Zoonoses

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Zoonoses are diseases which can be transmitted from animals to humans or from humans to animals (sometimes called reverse zoonoses). Most pets can transmit certain diseases to human beings.

Some animal diseases which affect humans are Rabies, Ringworm, Tuberculosis and Cat Scratching Disease, Psittacosis, Leptospirosis. Salmonella is also frequently carried from animal to human.

Humans who are more susceptible to catching zoonoses are:

  • Infants and small children, since their immune systems are not fully developed and they have poor hygiene.
  • Pregnant women have compromised immune systems and their are risks to the fetus as well. See more: Pets and Pregnancy
  • The elderly may also have a compromised immune system.
  • Patients undergoing treatments such as AIDS and cancer patients. See more: Pets for Cancer Patients
  • Animal health care workers such as vets, zoo and wildlife workers.

You can protect yourself from these diseases. Keep your pet clean and healthy, and when you notice a problem visit the vet immediately. Your vet should let you know whether your pet could have transmitted a disease to you. When you visit your own doctor, be sure to mention which pets you own in order to facilitate diagnosis if you have caught a zoonosis.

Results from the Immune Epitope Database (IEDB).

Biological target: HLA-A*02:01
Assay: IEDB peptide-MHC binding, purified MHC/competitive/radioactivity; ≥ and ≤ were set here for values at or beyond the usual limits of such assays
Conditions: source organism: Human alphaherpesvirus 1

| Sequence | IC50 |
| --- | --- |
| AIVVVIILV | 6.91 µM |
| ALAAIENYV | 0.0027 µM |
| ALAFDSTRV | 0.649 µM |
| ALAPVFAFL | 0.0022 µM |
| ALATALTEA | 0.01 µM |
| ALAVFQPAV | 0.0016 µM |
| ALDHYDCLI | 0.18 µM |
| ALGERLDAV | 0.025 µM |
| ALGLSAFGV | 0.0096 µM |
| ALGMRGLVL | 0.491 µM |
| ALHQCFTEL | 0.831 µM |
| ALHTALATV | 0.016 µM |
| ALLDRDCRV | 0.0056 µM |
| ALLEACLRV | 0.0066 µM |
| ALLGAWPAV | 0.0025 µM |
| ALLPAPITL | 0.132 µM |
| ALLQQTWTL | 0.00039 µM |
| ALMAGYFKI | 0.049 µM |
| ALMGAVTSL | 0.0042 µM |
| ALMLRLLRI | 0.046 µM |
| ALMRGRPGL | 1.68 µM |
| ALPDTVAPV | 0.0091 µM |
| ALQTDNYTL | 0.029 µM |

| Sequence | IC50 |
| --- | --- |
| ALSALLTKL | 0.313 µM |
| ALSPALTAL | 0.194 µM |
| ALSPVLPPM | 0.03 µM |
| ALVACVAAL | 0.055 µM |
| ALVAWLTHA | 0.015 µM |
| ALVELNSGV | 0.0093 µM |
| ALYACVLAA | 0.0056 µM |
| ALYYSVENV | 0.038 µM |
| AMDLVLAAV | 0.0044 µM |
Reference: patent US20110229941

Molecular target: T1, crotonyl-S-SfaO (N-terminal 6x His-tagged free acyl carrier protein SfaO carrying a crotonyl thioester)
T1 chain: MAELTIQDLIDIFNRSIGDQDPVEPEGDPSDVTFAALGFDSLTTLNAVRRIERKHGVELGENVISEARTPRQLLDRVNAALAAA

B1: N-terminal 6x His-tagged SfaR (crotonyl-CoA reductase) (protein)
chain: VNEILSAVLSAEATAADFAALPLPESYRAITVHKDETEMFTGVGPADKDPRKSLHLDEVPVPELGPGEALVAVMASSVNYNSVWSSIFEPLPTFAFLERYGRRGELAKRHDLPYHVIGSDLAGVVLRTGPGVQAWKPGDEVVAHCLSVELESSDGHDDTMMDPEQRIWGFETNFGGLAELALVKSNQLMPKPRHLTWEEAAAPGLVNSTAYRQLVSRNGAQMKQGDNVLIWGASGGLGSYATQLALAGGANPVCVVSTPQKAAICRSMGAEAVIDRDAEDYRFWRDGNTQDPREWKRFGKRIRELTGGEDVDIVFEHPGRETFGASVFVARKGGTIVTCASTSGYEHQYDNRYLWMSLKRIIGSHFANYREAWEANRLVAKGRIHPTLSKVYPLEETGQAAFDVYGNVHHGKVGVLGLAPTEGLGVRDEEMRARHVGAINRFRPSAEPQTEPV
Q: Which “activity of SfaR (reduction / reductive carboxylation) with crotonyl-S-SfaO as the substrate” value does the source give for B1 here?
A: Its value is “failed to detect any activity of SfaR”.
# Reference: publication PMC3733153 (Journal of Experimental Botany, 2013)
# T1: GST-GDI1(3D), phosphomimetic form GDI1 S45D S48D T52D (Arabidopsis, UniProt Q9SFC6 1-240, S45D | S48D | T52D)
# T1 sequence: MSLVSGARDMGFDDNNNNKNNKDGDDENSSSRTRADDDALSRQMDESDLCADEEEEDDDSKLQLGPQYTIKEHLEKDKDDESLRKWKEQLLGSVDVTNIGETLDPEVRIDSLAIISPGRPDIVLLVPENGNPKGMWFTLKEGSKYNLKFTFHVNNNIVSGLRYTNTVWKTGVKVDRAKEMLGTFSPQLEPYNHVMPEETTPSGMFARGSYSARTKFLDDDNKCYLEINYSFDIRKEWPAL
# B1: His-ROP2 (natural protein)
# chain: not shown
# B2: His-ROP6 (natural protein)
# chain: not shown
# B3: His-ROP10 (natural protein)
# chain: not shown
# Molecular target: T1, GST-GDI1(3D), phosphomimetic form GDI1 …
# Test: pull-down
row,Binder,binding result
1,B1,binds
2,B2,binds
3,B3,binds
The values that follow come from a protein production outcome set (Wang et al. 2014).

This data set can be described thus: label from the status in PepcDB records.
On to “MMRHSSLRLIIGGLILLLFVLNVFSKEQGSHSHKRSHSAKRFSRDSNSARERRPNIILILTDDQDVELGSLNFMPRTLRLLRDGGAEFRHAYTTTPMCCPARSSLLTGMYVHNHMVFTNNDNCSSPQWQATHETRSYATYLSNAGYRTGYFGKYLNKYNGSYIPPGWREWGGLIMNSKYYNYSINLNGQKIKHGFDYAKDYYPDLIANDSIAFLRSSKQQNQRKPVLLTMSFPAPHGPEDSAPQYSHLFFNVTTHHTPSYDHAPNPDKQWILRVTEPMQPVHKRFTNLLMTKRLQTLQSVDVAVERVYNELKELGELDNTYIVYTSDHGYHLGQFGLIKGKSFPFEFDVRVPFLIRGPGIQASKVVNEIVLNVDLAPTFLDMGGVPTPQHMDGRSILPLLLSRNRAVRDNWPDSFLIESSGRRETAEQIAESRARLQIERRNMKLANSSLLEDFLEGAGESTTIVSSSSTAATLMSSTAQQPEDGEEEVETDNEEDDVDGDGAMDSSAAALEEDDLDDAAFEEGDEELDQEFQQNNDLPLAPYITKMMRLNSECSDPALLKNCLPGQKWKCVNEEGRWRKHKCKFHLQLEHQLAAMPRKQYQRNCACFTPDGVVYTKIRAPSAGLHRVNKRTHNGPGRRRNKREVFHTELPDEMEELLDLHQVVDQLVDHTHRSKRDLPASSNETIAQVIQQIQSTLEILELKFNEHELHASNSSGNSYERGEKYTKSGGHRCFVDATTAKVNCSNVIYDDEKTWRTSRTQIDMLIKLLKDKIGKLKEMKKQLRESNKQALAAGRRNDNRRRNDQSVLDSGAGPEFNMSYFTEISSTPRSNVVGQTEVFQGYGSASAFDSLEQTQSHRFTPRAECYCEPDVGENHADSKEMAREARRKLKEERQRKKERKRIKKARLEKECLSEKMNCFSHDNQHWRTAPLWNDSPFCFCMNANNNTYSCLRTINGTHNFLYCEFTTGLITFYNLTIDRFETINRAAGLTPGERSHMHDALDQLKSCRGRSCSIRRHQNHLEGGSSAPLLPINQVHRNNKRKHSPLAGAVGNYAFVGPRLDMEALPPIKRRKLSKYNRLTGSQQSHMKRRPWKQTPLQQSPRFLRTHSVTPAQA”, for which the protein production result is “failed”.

In order to prevent catching an infection from a pet, it is important to wash hands with soap and water after contact. It is especially important to do this before you eat. Be very careful if you feed your pets a raw diet. If you cook your own pet food, make sure the meat is fully cooked and don’t let your pet eat out of the garbage.

According to the CDC there is evidence that dogs may be able to contract certain flu viruses from people. Symptoms are the same and as with such respiratory diseases, secondary infections are possible. There doesn’t appear to be evidence that people can contract the flu from their dogs.

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